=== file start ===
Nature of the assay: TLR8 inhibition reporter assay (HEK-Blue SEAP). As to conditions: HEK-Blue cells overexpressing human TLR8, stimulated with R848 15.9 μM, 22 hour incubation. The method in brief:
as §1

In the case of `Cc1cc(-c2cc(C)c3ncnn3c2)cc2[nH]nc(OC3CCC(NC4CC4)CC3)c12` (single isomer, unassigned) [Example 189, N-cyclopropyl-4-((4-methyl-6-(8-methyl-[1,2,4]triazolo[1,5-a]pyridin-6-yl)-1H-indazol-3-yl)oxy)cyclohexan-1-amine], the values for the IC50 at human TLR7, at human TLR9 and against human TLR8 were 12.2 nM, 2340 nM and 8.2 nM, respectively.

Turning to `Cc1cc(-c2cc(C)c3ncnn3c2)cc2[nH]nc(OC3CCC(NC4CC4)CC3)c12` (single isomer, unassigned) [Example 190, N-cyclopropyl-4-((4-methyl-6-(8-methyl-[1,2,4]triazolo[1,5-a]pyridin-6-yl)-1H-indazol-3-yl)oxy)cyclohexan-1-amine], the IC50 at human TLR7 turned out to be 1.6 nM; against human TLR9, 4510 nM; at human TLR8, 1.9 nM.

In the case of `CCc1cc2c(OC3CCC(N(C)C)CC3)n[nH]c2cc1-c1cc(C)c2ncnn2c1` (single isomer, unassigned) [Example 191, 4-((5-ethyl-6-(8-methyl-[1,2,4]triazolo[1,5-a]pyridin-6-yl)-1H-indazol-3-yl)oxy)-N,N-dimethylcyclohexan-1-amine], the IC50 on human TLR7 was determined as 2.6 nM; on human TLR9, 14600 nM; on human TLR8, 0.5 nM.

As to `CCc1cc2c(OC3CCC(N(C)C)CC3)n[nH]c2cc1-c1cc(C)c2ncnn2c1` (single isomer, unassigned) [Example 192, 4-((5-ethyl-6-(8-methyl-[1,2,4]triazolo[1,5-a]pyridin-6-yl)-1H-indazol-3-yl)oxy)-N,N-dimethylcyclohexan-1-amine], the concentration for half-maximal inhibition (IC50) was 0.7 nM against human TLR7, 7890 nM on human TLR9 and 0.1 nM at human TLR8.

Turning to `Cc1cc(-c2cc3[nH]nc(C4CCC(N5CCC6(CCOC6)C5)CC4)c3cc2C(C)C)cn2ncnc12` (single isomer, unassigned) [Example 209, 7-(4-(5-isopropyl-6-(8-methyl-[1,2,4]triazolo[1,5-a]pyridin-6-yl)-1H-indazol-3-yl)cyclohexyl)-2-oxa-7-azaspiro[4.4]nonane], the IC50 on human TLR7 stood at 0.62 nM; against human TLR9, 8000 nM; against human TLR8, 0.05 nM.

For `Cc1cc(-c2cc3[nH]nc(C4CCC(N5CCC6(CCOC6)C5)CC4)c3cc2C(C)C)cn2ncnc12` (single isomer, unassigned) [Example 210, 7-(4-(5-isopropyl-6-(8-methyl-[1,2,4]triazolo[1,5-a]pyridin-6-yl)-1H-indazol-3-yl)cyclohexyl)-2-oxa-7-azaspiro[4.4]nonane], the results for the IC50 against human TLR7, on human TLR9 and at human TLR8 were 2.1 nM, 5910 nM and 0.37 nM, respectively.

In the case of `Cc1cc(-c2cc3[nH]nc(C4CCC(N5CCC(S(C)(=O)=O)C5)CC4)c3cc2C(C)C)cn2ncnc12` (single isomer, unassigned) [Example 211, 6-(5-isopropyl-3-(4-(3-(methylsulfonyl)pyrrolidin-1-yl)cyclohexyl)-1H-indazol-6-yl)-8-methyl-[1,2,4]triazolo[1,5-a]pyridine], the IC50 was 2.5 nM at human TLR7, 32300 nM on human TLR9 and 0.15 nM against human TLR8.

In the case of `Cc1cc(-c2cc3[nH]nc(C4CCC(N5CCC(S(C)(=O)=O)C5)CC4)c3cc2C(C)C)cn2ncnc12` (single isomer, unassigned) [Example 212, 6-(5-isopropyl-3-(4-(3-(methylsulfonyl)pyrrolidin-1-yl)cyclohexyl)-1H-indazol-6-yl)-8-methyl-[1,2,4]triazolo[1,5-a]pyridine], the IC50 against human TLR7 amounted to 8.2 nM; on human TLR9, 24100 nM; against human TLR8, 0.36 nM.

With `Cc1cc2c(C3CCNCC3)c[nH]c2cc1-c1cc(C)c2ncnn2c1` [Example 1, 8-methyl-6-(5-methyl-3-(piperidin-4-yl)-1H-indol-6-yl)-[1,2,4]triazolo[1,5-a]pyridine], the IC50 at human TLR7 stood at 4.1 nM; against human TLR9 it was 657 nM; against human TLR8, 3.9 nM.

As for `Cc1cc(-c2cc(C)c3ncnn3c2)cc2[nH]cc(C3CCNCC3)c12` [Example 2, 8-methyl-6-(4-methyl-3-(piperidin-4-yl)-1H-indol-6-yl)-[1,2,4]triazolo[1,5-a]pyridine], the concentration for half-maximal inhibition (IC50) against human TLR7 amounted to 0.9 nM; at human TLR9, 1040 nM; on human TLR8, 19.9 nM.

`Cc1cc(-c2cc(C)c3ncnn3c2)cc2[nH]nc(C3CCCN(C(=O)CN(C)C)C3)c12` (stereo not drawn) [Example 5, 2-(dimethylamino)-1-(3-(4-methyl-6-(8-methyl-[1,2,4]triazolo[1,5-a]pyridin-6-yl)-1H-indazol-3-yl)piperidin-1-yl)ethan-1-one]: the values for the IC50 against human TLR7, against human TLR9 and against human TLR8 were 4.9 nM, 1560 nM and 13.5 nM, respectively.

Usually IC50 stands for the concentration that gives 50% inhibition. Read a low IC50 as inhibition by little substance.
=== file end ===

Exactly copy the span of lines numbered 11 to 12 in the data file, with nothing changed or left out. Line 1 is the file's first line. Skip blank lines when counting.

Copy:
With `Cc1cc2c(C3CCNCC3)c[nH]c2cc1-c1cc(C)c2ncnn2c1` [Example 1, 8-methyl-6-(5-methyl-3-(piperidin-4-yl)-1H-indol-6-yl)-[1,2,4]triazolo[1,5-a]pyridine], the IC50 at human TLR7 stood at 4.1 nM; against human TLR9 it was 657 nM; against human TLR8, 3.9 nM.

As for `Cc1cc(-c2cc(C)c3ncnn3c2)cc2[nH]cc(C3CCNCC3)c12` [Example 2, 8-methyl-6-(4-methyl-3-(piperidin-4-yl)-1H-indol-6-yl)-[1,2,4]triazolo[1,5-a]pyridine], the concentration for half-maximal inhibition (IC50) against human TLR7 amounted to 0.9 nM; at human TLR9, 1040 nM; on human TLR8, 19.9 nM.